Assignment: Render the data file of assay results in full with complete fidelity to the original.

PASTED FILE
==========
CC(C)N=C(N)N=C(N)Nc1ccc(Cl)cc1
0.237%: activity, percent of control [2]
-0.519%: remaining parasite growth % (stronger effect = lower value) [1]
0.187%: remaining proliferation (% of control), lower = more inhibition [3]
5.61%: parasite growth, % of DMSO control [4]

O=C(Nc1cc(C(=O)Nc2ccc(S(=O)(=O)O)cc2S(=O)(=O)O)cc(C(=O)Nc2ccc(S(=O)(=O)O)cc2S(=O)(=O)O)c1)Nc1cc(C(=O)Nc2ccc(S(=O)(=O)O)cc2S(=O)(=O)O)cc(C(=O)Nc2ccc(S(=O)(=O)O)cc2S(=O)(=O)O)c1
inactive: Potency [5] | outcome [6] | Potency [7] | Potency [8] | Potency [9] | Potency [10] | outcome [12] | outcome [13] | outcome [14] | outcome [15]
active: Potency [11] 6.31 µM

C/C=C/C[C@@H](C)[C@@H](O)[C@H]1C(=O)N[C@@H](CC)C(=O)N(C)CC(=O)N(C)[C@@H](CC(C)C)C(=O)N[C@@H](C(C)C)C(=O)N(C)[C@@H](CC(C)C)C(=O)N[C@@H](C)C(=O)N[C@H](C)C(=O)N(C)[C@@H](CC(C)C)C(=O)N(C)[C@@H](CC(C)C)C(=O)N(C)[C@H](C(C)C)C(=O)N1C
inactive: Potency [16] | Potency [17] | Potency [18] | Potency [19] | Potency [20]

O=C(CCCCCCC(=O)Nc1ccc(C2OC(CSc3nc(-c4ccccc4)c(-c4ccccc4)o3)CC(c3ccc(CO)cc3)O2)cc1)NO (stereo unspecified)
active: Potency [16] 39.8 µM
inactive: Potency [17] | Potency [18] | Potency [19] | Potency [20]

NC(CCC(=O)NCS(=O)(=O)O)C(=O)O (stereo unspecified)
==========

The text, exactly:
CC(C)N=C(N)N=C(N)Nc1ccc(Cl)cc1
0.237%: activity, percent of control [2]
-0.519%: remaining parasite growth % (stronger effect = lower value) [1]
0.187%: remaining proliferation (% of control), lower = more inhibition [3]
5.61%: parasite growth, % of DMSO control [4]

O=C(Nc1cc(C(=O)Nc2ccc(S(=O)(=O)O)cc2S(=O)(=O)O)cc(C(=O)Nc2ccc(S(=O)(=O)O)cc2S(=O)(=O)O)c1)Nc1cc(C(=O)Nc2ccc(S(=O)(=O)O)cc2S(=O)(=O)O)cc(C(=O)Nc2ccc(S(=O)(=O)O)cc2S(=O)(=O)O)c1
inactive: Potency [5] | outcome [6] | Potency [7] | Potency [8] | Potency [9] | Potency [10] | outcome [12] | outcome [13] | outcome [14] | outcome [15]
active: Potency [11] 6.31 µM

C/C=C/C[C@@H](C)[C@@H](O)[C@H]1C(=O)N[C@@H](CC)C(=O)N(C)CC(=O)N(C)[C@@H](CC(C)C)C(=O)N[C@@H](C(C)C)C(=O)N(C)[C@@H](CC(C)C)C(=O)N[C@@H](C)C(=O)N[C@H](C)C(=O)N(C)[C@@H](CC(C)C)C(=O)N(C)[C@@H](CC(C)C)C(=O)N(C)[C@H](C(C)C)C(=O)N1C
inactive: Potency [16] | Potency [17] | Potency [18] | Potency [19] | Potency [20]

O=C(CCCCCCC(=O)Nc1ccc(C2OC(CSc3nc(-c4ccccc4)c(-c4ccccc4)o3)CC(c3ccc(CO)cc3)O2)cc1)NO (stereo unspecified)
active: Potency [16] 39.8 µM
inactive: Potency [17] | Potency [18] | Potency [19] | Potency [20]

NC(CCC(=O)NCS(=O)(=O)O)C(=O)O (stereo unspecified)